The ‘Dangerous’ rug is a nostalgic link with my childhood, a time when everything could be a game. I often had to travel around the room without touching the floor because of the crocodiles.
The rug was launched at a solo show in Tokyo called ‘Lovable, Alternative Folk Design, during their design week in December 2007.
A photo frame for two photographs that employs the action of turning a portrait face down when you’re up to something you don’t want it to see. The dovetail wood working joint makes associations to lovebirds and ‘fitting neatly’; appropriate connections with the mythologies of complicated love lives.
The pictures are installed by sliding the dovetail joint along which exposes the one open side to the frame.
The picture frame was developed for the exhibition ‘Them Indoors’ at the Geffrye Museum. 2005.
Willow pattern is a common English crockery design that has been popular for over two hundred years. The pattern originates from China and was ‘interpreted’ by Europeans. This version is now it is manufactured in Japan. The design has traveled backward and forward with a suitable amount of development with each trip, like the game of Chinese whispers.
The ceramics are produced in the usual way, with transfers applied to standard white ceramics, but this time with each piece ‘wearing’ the…
This is an early example of process led product design. I started this project in 2001.
I wiped stop-out varnish onto mirrors and allowed the varnish to run as it dried. The mirrors were later emersed in a bath of sugar acid, which etched into the glass that was not protected with varnish. The mirrors were then cleaned of varnish to reveal a series of unique patterns that resemble condensation. The design now produced in Japan by screen printing in a…
One of my early experiments with manufacturing intervention combined with narrative from 2000. The crockery was produced by a well-known ceramics factory in Stoke on Trent where I was allowed to interrupt the production line in mid flow. I sat and bit the plates myself as they were produced, leaving them to continue through production to be picked up in quality control.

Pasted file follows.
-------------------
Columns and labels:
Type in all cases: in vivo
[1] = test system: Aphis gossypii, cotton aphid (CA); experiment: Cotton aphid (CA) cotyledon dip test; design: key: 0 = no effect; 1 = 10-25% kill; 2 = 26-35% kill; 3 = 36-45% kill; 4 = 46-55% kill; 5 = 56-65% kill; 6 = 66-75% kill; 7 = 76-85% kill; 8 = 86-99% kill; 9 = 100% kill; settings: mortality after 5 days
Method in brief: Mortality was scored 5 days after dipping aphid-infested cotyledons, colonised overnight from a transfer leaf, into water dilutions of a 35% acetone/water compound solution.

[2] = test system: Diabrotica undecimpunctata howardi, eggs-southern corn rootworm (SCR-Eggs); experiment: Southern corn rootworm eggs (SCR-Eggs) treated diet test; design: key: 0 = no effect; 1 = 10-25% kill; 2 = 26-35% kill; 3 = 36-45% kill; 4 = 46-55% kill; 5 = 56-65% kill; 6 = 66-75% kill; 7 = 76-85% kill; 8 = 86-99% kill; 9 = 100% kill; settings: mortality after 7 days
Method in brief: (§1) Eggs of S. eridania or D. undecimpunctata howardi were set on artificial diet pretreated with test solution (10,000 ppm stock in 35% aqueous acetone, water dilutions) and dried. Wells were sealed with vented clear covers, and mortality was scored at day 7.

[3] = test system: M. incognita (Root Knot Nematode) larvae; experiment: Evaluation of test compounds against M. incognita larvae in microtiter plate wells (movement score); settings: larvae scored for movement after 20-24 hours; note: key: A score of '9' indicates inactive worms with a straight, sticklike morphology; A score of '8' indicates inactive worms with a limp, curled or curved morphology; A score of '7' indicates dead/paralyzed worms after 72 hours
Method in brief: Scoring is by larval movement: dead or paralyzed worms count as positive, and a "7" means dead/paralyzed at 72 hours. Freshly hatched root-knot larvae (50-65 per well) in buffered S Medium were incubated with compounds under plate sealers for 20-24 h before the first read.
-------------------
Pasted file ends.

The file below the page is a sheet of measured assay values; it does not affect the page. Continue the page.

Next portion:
The final result appears as if someone has been so hungry that they have tried to eat the plates.
Cutlery that has been laser cut and formed in stainless steel. Produced in a limited batch of fifty sets.
The Fold cutlery set is one of a range of laser cut stainless steel products I developed after graduating from my silver-smithing course. The range included salad servers, egg cup and spoon, napkin rings and coasters as well as the fob off key-rings now produced by Trico. All the pieces have a underlying concern with the use of off cuts which I…
Produced by a C.N.C. punching and folding machine, in sheet steel, using the dimensions and construction language of manila envelopes.
Designed in collaboration with Carl Clerkin.
This design grew from the observation that when identical objects roll off the production line, it is the mistakes that have more quality and personality.
With the difficult craft of glassblowing, the more skilled you are, the more perfect or identical your blown pieces will be. The better you are at the craft, the more your output will look like a machine had produced them. It seems a shame that one of the aims of the skill is to hide itself.
This was our first project with Emir. We developed designs for a mitre breadboard, salt and pepper holder, a meat mallet, a toilet roll holder and a series of coat hooks.
The mitre breadboard help with the cutting of bread at 90 and 45 degrees. The ability to cut bread straight has always been a competitive sport in my family. The salt and pepper holder is a cross between a marking out guage and an oil stone box. Both standard Emir…